name is mentioned, can all attorneys at the firm discuss the case? Can
the signature of the attorney be a copy or must it be original.

A:
The attorney signing the G-28 is the attorney with whom we correspond.
The applicant or petitioner signature must be original. We will accept
a rubber stamp or mechanically produced signature for the attorney.

10. If an I-130 IR is received in your office, is it immediately transferred to California?

A: Yes.

11.
Why, when the primary beneficiary files the I-140/I-485 concurrently
and the spouse enters at a later date and his/her I-485 is interfiled,
does CIS transfer the case to the local district office? The local
office has no idea why it is being done and all the information NSC
needs for the determination, such as a marriage certificate and the
person’s passport and birth certificate is submitted with the
interfiled case.

A: The NSC does not summarily
relocate EB485 cases as indicated in the above scenario. The NSC
generally relocates EB485 cases on a case-by-case basis applying the
national EB485 SOP standards. Some of the case considerations outlined
in the national SOP are:

  • A need for validation of identity;
  • A need for validation of legal status;
  • Questionable admissibility and /or qualifications;
  • Apparent fraud;
  • A second filing;
  • An applicant with fingerprint results rejected twice;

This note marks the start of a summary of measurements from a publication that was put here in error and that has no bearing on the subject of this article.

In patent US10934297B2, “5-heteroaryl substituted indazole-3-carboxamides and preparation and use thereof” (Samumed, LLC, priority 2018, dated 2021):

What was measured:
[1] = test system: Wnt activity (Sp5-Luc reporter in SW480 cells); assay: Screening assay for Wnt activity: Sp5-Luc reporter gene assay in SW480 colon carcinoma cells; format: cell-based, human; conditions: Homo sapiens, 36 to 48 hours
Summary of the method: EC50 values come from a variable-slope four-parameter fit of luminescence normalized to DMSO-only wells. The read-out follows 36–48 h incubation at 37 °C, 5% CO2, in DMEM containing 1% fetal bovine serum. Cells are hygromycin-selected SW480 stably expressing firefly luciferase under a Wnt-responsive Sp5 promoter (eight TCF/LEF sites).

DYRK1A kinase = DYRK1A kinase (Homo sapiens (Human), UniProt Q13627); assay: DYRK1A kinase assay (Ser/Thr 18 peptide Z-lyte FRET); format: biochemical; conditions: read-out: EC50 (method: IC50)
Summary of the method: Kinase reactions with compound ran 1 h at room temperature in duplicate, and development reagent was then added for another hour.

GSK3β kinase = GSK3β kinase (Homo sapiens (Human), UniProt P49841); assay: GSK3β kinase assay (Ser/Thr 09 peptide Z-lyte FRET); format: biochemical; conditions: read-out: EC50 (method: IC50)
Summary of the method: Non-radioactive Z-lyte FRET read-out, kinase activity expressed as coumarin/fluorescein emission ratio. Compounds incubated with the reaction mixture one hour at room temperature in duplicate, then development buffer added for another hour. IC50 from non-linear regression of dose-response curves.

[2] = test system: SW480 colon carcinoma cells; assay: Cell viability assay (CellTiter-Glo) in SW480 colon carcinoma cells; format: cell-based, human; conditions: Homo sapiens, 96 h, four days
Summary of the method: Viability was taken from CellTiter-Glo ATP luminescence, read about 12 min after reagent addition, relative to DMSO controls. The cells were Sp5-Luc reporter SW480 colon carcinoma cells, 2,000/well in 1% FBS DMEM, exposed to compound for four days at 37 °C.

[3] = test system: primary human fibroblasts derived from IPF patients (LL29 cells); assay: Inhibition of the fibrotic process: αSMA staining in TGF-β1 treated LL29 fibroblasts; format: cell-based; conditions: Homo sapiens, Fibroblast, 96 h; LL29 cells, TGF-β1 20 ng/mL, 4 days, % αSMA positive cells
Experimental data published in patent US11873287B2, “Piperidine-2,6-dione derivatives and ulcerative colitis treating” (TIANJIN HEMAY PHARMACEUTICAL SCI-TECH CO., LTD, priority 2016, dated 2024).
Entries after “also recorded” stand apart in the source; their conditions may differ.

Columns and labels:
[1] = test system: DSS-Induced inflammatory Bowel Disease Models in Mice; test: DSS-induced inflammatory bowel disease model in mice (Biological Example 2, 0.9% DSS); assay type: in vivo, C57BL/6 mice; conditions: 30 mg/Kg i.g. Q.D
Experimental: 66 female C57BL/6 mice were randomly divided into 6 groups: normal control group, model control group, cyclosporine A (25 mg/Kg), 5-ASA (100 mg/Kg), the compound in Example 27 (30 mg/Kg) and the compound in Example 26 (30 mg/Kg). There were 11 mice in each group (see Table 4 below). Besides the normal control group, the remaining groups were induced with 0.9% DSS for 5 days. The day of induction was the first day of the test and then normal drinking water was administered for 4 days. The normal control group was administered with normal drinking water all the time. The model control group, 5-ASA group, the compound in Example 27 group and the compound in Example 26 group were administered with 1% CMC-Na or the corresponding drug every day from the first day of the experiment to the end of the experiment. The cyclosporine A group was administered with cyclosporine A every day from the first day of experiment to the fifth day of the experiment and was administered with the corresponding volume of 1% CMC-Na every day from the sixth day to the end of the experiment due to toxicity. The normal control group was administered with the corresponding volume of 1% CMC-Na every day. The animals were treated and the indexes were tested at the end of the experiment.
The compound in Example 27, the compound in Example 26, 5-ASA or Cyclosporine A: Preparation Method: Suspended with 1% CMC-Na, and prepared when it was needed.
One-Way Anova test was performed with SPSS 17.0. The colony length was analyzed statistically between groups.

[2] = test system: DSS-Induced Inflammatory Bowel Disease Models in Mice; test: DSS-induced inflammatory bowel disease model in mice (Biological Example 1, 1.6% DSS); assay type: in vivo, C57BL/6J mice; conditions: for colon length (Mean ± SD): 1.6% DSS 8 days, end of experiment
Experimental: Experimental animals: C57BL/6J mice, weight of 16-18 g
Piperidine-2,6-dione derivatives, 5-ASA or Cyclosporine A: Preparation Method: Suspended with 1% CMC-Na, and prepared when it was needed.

• An applicant medical condition class A or B;
  • The A-file cannot be located at the time of adjudication

An officer may choose to modify the interview-waiver criteria based
upon articulable case aspects, in response to developing local
circumstances, or regional concerns. Cases that involve recent
marriages may be one of the areas in which NSC adjudicators may deviate
from the interview waiver criteria; however, these assessments are made
on a case-by-case basis, based upon the individual case’s facts and the
evidence of record.

12.
Our office filed a TN application at the NSC requesting notification of
the approval be sent to the consulate (aka: loose TN). Our client was
then going to present the TN approval notice at the port of entry
instead of having the TN adjudicated at the border. In December 2005,
our office received a denial of the Nonimmigrant Worker Petition and
the NSC denial letter cited Title 8, Code of Federal Regulations,
Section 214.6(e) and have quoted the pertinent section to read as
follows:

Application for admission. A citizen of